May we be brave enough to leave the unknown in God’s hands and say yes anyway. 

When Yes is Terrifying

Walking into a new church shouldn’t be that scary.
Meeting a new person for coffee shouldn’t be that scary. 
Going to a new school shouldn’t be that scary. 
Going on a first date shouldn’t be that scary. 
Traveling to a new country shouldn’t be that scary. 
Sharing the gospel shouldn’t be that scary. 
[insert whatever you’d like here] shouldn’t be that scary. 

After all, hasn’t God carried us through everything this far? Is His arm short? Will He fail us now? 

Yes, He has….and noooooo, He won’t fail me now…

And I am still terrified. Or at least heartily apprehensive.  

Maybe you’re less heartily apprehensive of such silly things than I am. But you’ve got your own list. : ) Even after we’ve seen God come through for us time and time and time again, even after we have seen Him be our Protector and Leader, saying yes is sometimes the scariest decision we have to face. When “yes” is inside our comfort zone, that’s not a big deal. Unfortunately, a lot of the “yeses” God asks of us are solidly OUTSIDE our comfort zones. Sharing the gospel. Traveling cross-country for school. Serving in another country. Getting married. Moving. Having or adopting a child. Facing past pain so we can heal. 

Yeah, yes can be terrifying. 

And it’s also the way we join God in His work. Be His hands and feet. Take His love to the hurting lives around us. 

When it comes to fear, I prefer not. Thanks but, no thanks. I have an active dislike of anxiety (and I’ve tasted enough of it to last me a lifetime). But for me, life has also proven that the idea “Everything you want is on the other side of fear” (George Addair) is actually pretty darn true. And pushing through the uncertainty or worry or fear has never not been worth the battle. 

Paul reminded Timothy that God gives a spirit not of fear but of power and love and a sound mind. I know from personal experience that it’s hard to say yes when our throats are tight and our hearts are pounding and our knees are a tad wobblier than they ought to be.

May we be brave enough to leave the fear in God’s hands and say yes anyway. 

When Yes Means the Ordinary

Some of the most inspiring yeses I’ve ever witnessed have come from those who, knowing the daily sacrifices and tireless effort and ingratitude and sometimes-monotonous rhythms they would experience by saying yes to God, said yesanyway. Yeah, yes can be hard when it’s facing something new or crazy or high-profile or dangerous. That can be scary. But it’s equally intimidating to say a yes no one else may ever know about. It’s hard to say yes to being faithful in simple, ordinary, everyday things. It’s hard to say yes to things without human glamor and glory attached to them.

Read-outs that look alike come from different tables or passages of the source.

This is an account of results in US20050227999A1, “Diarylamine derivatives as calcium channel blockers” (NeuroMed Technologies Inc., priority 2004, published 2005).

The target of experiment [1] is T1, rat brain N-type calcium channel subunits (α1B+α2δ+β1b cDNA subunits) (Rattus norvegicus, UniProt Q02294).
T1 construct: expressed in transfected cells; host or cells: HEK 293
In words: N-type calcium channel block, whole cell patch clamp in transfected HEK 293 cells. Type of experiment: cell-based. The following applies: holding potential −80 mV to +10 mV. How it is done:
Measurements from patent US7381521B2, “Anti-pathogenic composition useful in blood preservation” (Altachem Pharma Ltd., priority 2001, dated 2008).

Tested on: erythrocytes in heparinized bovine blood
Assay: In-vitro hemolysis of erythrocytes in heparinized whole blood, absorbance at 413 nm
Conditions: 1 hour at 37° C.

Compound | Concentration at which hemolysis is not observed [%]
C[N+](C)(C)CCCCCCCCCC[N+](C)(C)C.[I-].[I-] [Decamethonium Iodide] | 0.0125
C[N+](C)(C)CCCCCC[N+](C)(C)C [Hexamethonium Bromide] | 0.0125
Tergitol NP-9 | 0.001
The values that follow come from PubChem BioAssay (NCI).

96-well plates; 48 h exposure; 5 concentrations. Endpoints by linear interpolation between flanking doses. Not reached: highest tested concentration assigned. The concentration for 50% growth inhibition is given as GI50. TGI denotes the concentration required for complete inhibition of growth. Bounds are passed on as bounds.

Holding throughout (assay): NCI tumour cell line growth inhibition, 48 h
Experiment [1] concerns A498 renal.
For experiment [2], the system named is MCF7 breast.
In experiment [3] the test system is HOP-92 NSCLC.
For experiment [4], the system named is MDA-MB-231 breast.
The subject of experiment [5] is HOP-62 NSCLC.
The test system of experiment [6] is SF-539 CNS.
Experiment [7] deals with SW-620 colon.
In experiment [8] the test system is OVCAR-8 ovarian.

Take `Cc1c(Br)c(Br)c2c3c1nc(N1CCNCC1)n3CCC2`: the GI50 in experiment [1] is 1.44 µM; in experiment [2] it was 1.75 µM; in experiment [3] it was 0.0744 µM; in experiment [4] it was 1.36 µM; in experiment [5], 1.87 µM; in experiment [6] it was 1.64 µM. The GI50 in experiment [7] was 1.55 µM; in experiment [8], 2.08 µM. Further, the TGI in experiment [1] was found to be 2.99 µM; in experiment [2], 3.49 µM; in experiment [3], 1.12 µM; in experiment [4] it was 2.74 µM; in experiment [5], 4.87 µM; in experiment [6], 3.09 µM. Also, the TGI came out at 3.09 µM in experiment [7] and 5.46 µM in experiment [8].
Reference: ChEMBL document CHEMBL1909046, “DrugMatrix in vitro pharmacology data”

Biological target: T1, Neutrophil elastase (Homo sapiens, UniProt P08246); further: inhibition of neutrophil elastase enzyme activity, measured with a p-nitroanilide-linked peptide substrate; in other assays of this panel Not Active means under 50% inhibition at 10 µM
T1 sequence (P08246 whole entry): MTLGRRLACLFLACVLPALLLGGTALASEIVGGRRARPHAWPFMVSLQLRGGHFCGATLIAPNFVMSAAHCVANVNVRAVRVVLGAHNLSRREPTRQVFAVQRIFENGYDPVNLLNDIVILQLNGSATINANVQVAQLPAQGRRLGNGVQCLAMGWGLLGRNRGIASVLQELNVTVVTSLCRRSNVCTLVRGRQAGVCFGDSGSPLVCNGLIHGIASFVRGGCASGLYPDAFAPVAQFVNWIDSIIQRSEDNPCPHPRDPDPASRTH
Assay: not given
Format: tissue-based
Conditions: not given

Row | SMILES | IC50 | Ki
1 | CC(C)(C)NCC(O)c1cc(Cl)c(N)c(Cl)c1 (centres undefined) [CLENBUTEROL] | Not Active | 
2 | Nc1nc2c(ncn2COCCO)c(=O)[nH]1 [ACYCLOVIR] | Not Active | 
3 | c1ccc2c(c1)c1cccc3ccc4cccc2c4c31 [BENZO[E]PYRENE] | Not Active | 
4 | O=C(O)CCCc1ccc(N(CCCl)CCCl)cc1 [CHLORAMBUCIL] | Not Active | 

But ordinary yeses do the bulk of the world-moving and world-changing, despite the fact we seldom notice them. It is those who are extraordinary at ordinary things who end up having the most extraordinary “ripple effects” from their lives. 

I wonder sometimes how many people had a hand in my current existence and walk with Christ. How many stories intertwined over the centuries in countless lives to eventually touch mine? How many selfless acts? How many faithful witnesses? How many normal, everyday, even mundane experiences, all putting their thread into the tapestry? I wish I knew. I wish I knew them and their stories and all the things they did. 

But maybe instead it’s our responsibility to say yes to being our own threads in someone else’s tapestry, saying yes faithfully in the small, seemingly insignificant things God asks of us, knowing that they ripple into eternity and into who-knows how many other lives.

When it comes to being known for things, I prefer the glorious. (See recent post Brave Enough to Be Invisible.) Even when it means facing the unknown or facing fear, saying yes is easier when we know there’s some kind of reward or reputation attached to the act. But J.R.R. Tolkien hit on something deeper than fiction when he said, “I have found that it is the small everyday deeds of ordinary folks that keep the darkness at bay.”

It’s hard to say yes when we’re facing unrecognized acts of courage—the ordinary, the everyday, the “mundane”. 

May we be brave enough to leave the end of the story in God’s hands and say yes anyway. 

In the end, what we say yes and no to shapes the opportunities that shape us. The kind of legacy we leave. The kind of life we live. 

It may take great courage to move forward when God is asking us to say yes to the unknown, to the terrifying, to the ordinary. It’s hard to say yes when we don’t know the end of the story. But by saying yes to Christ and to what He asks of us, we will never “[come] to die [and] discover that [we] had not lived.” (HDT) Living is so dear—may we not find ourselves chasing the wrong things, saying yes to that which is not life. 

This week, may we be brave enough to say yes to the One Who is.